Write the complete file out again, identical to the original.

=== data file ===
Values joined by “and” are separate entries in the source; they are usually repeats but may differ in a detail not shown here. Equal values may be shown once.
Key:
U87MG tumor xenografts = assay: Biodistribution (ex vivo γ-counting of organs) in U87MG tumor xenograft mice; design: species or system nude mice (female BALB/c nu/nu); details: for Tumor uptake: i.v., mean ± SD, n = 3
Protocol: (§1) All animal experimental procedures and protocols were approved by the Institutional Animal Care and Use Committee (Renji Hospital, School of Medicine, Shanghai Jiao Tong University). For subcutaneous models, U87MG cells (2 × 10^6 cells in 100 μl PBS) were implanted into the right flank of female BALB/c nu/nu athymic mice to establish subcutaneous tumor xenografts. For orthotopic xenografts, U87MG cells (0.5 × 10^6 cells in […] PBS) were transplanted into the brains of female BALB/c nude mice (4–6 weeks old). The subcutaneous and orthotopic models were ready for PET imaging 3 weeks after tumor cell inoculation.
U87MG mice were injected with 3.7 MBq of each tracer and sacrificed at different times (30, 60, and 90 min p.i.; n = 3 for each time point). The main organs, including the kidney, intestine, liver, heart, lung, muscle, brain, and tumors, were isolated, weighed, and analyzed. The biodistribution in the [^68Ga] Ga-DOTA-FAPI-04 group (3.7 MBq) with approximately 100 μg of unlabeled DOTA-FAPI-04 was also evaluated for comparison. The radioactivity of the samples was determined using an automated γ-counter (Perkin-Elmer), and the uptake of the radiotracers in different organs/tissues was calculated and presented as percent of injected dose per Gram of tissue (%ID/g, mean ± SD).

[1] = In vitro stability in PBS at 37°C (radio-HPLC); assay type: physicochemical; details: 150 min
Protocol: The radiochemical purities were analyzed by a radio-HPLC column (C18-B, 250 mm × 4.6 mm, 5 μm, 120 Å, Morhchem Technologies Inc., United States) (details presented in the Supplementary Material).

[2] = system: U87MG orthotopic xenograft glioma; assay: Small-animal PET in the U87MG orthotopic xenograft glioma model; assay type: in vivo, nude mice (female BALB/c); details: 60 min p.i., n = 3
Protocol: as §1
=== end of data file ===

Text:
Values joined by “and” are separate entries in the source; they are usually repeats but may differ in a detail not shown here. Equal values may be shown once.
Key:
U87MG tumor xenografts = assay: Biodistribution (ex vivo γ-counting of organs) in U87MG tumor xenograft mice; design: species or system nude mice (female BALB/c nu/nu); details: for Tumor uptake: i.v., mean ± SD, n = 3
Protocol: (§1) All animal experimental procedures and protocols were approved by the Institutional Animal Care and Use Committee (Renji Hospital, School of Medicine, Shanghai Jiao Tong University). For subcutaneous models, U87MG cells (2 × 10^6 cells in 100 μl PBS) were implanted into the right flank of female BALB/c nu/nu athymic mice to establish subcutaneous tumor xenografts. For orthotopic xenografts, U87MG cells (0.5 × 10^6 cells in […] PBS) were transplanted into the brains of female BALB/c nude mice (4–6 weeks old). The subcutaneous and orthotopic models were ready for PET imaging 3 weeks after tumor cell inoculation.
U87MG mice were injected with 3.7 MBq of each tracer and sacrificed at different times (30, 60, and 90 min p.i.; n = 3 for each time point). The main organs, including the kidney, intestine, liver, heart, lung, muscle, brain, and tumors, were isolated, weighed, and analyzed. The biodistribution in the [^68Ga] Ga-DOTA-FAPI-04 group (3.7 MBq) with approximately 100 μg of unlabeled DOTA-FAPI-04 was also evaluated for comparison. The radioactivity of the samples was determined using an automated γ-counter (Perkin-Elmer), and the uptake of the radiotracers in different organs/tissues was calculated and presented as percent of injected dose per Gram of tissue (%ID/g, mean ± SD).

[1] = In vitro stability in PBS at 37°C (radio-HPLC); assay type: physicochemical; details: 150 min
Protocol: The radiochemical purities were analyzed by a radio-HPLC column (C18-B, 250 mm × 4.6 mm, 5 μm, 120 Å, Morhchem Technologies Inc., United States) (details presented in the Supplementary Material).

[2] = system: U87MG orthotopic xenograft glioma; assay: Small-animal PET in the U87MG orthotopic xenograft glioma model; assay type: in vivo, nude mice (female BALB/c); details: 60 min p.i., n = 3
Protocol: as §1